ATG correspondent SIMON HEWITT gains exclusive access to the evidence used to unveil what the world’s leading scholars say is the first major Leonardo Da Vinci find for 100 years.
Is this 13 x 9in (33 x 24cm) portrait, in chalk, pen and ink on
vellum, mounted on an oak board, a long-lost work by Leonardo da
Vinci? That is the claim being made by Martin Kemp, Emeritus
Professor of History of Art at Oxford University.
Catalogued as "German, early 19th century" and sold for $19,000
at Christie's New York in the late 1990s, new scientific techniques
have uncovered evidence that has convinced a growing number of the
world's leading Leonardo scholars that it is a previously
ATG have had exclusive access to that scientific evidence and
can reveal that it literally reveals the hand - and fingerprint -
of the artist in the work.
The fingerprint is "highly comparable" to one on a Leonardo work
in the Vatican.
Professor Kemp's assertion is backed by scientific evidence
obtained by the revolutionary "multispectral" camera pioneered by
Lumière Technology of Paris.
Peter Paul Biro, the Montreal-based forensic art expert,
examined the multispectral images and found a fingerprint near the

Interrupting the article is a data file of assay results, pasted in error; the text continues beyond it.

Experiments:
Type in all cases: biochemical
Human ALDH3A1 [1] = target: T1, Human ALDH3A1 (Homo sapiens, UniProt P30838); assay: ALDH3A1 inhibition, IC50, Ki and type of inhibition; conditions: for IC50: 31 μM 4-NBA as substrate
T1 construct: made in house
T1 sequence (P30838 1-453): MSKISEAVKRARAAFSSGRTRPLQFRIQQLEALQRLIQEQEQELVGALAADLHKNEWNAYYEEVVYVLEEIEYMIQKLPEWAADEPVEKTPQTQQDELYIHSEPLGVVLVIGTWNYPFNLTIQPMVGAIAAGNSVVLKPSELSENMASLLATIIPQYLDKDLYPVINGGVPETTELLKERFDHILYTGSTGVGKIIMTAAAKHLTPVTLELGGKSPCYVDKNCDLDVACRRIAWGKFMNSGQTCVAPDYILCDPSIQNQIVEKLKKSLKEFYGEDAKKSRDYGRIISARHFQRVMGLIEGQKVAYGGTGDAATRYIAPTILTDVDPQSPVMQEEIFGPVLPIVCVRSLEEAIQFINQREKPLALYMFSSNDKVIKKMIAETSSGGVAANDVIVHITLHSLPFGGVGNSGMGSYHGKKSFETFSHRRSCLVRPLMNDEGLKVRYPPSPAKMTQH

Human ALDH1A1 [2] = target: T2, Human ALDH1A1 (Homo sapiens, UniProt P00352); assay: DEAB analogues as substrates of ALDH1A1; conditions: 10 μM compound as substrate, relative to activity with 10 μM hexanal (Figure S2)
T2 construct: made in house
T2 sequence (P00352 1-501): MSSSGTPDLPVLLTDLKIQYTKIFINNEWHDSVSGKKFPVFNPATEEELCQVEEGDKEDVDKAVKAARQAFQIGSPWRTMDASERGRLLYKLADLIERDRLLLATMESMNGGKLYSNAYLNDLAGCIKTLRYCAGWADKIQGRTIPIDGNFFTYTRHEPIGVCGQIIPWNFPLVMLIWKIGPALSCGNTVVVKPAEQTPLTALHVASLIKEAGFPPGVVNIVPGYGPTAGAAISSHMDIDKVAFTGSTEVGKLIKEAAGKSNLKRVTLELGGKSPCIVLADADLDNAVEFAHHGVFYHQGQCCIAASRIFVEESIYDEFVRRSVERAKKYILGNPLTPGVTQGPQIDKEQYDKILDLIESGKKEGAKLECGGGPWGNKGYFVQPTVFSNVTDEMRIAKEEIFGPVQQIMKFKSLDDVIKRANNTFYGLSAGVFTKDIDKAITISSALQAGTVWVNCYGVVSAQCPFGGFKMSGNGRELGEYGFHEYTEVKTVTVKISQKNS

top left of the work, corresponding to the tip of the index or
middle-finger, and "highly comparable" to a fingerprint on
Leonardo's St Jerome in the Vatican (which, stresses Biro,
is an early work from a time when Leonardo is not known to have
A palm-print in the chalk on the sitter's neck "is also
consistent in application to Leonardo's use of his hands in
creating texture and shading", adds Biro, who is credited with
pioneering fingerprint studies to help resolve authentication and
attribution issues of works of art.
The Lumière camera has already been used to analyse Leonardo's
Mona Lisa and Lady with an Ermine; by the
Kröller-Müller, Van Gogh and Cleveland Art Museums; and by the Art
Institute of Chicago.
Multispectral analysis reveals each successive layer of colour,
and enables the pigments and pigment mixtures of each pixel to be
identified without taking physical samples.
For the vellum portrait, Lumière have been able to establish the
composition of the materials used in both the original drawing and
the restoration. It transpires, for instance, that the green of the
girl's costume was obtained by applying progressive strokes of
black chalk to the yellowish surface of the vellum.
Lumière have identified the chalk as amphelite, a fine-grained
black argillite (clay slate). Meanwhile flesh tints, and the amber